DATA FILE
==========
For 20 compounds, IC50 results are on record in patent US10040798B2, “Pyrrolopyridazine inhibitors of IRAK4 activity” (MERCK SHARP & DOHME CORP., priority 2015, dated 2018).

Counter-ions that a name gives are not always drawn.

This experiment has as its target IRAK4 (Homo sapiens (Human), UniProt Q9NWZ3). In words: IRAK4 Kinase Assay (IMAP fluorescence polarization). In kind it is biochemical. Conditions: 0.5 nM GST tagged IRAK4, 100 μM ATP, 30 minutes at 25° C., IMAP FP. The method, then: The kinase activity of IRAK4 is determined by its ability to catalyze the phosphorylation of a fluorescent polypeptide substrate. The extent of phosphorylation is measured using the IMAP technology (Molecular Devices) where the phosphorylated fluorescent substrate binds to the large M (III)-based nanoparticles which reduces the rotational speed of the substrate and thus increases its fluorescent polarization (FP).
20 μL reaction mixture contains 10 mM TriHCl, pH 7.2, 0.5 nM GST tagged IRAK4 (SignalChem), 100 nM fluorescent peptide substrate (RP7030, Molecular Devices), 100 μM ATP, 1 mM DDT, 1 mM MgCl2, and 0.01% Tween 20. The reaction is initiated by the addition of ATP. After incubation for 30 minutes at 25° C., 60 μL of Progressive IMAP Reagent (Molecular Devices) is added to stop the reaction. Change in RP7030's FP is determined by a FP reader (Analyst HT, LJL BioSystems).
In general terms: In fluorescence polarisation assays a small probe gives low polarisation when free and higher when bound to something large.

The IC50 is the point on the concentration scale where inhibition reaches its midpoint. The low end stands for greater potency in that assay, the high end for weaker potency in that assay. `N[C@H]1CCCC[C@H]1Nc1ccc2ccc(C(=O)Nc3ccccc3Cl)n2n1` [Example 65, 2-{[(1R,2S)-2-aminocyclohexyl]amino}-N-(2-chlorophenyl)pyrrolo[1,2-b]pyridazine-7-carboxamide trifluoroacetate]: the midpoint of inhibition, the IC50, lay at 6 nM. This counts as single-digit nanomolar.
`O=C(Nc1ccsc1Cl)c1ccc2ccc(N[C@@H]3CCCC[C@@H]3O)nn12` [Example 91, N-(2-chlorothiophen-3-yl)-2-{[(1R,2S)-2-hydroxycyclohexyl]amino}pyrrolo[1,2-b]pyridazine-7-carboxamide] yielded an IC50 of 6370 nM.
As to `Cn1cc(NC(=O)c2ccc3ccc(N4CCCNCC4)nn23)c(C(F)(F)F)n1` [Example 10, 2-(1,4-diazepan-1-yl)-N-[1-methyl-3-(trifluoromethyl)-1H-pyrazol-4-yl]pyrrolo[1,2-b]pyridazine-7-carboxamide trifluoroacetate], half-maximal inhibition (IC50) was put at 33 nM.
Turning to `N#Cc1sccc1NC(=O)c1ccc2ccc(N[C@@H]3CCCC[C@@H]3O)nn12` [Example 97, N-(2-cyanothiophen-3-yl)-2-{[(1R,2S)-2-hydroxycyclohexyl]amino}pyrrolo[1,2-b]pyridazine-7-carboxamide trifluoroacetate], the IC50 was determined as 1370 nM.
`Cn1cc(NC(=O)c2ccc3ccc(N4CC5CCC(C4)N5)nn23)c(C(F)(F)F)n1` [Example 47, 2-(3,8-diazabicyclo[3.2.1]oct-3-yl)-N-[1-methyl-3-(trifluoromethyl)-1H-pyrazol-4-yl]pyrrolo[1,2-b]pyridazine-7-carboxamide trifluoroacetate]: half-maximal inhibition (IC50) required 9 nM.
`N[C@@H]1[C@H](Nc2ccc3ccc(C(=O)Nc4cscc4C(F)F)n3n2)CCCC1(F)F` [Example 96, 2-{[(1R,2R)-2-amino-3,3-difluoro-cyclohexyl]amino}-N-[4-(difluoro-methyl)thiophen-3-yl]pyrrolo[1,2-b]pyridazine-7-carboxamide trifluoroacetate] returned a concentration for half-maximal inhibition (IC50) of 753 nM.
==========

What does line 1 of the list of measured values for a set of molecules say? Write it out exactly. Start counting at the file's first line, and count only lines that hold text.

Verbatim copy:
For 20 compounds, IC50 results are on record in patent US10040798B2, “Pyrrolopyridazine inhibitors of IRAK4 activity” (MERCK SHARP & DOHME CORP., priority 2015, dated 2018).